HARTFORD, Conn. – A Norwalk man is the target of a 27-count indictment, David B. Fein, United States Attorney for the District of Connecticut, announced Wednesday.
Emmet Bradley, 57, of Norwalk and Ocoee, Fla. is accused of health care fraud and identity theft offenses, Fein said. The indictment alleges that Bradley, a certified alcohol and drug abuse counselor, billed the state of Connecticut for services he did not give, Fein said. Bradley wasn’t even in Connecticut for much of the time he claimed to be counseling people here, Fein said.
Bradley obtained the Medicaid identification numbers of various Medicaid clients and used the identification numbers to submit hundreds of claims to Connecticut’s Department of Social Services, Fein said. Bradley billed for 75- to 80-minute individual psychotherapy sessions to these clients at his office in Norwalk, but was actually living and attending school in Florida for many of them, Fein said. Hundreds of these counseling sessions did not occur, he said.
Bradley was arrested in Florida on May 17. He has been detained since Nov. 29, after U.S. Magistrate Judge Holly B. Fitzsimmons found that he had violated certain conditions of his pretrial release, Fein said.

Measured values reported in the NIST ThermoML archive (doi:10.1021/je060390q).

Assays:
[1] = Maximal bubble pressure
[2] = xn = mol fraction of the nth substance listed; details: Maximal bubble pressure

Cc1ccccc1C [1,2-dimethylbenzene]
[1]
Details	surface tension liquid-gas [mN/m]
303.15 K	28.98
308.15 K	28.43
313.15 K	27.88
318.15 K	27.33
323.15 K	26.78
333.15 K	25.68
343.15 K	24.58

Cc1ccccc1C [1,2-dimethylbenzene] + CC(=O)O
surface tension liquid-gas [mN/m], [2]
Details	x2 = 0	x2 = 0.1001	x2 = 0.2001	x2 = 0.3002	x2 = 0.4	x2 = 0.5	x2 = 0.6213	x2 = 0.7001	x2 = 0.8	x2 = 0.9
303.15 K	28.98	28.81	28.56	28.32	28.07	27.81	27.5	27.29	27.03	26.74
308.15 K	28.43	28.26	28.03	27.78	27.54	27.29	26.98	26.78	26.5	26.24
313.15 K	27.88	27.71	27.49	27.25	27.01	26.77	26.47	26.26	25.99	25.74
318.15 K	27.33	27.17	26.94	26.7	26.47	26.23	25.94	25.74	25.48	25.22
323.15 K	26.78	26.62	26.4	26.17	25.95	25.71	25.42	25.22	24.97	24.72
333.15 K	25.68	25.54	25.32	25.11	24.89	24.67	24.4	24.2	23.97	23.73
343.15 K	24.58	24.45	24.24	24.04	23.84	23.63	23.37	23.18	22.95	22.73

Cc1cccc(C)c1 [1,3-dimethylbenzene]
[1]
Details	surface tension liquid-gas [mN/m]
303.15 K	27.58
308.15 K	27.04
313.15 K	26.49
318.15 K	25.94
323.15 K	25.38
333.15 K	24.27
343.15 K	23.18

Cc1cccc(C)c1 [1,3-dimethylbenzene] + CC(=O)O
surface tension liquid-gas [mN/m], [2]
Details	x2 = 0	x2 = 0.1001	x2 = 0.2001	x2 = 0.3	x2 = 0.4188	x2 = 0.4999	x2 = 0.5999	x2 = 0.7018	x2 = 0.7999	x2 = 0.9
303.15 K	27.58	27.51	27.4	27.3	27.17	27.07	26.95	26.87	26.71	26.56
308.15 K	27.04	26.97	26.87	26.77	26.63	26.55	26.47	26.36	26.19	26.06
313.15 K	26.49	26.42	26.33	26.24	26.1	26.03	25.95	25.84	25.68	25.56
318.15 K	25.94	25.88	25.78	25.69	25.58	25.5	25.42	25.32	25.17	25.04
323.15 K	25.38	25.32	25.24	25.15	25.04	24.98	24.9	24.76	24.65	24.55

The indictment charges Bradley with 12 counts of health care fraud, an offense that carries a maximum term of imprisonment of 10 years on each count, and 12 counts of making false statements relating to health care matters, an offense that carries a maximum term of imprisonment of five years on each count, Fein said. Bradley is also charged with three counts of aggravated identity theft, an offense that carries a mandatory minimum term of imprisonment of two years, which must run consecutively to any sentence imposed on any other count of conviction.
U.S. Attorney Fein stressed that an indictment is not evidence of guilt. Charges are only allegations, and each defendant is presumed innocent unless and until proven guilty beyond a reasonable doubt.
The Connecticut Medicaid program is a joint federal-state program designed primarily to finance the provision of medical services to the indigent. It is administered in Connecticut by DSS, and is also supervised by the federal Centers for Medicare and Medicaid Service.
This matter is being investigated by the U.S. Department of Health and Human Services, Office of Inspector General and the Federal Bureau of Investigation. Fein also acknowledged the substantial assistance provided by Connecticut’s Department of Social Services, the Medicaid Fraud Control Unit of the Chief State’s Attorney’s Office and the Norwalk Police Department.
This case is being prosecuted by Special Assistant United States Attorney Michael Ahearn.
Fein encouraged individuals who suspect health care fraud to report it by calling the Health Care Fraud Task Force at 203-777-6311 or 1-800-HHS-TIPS.
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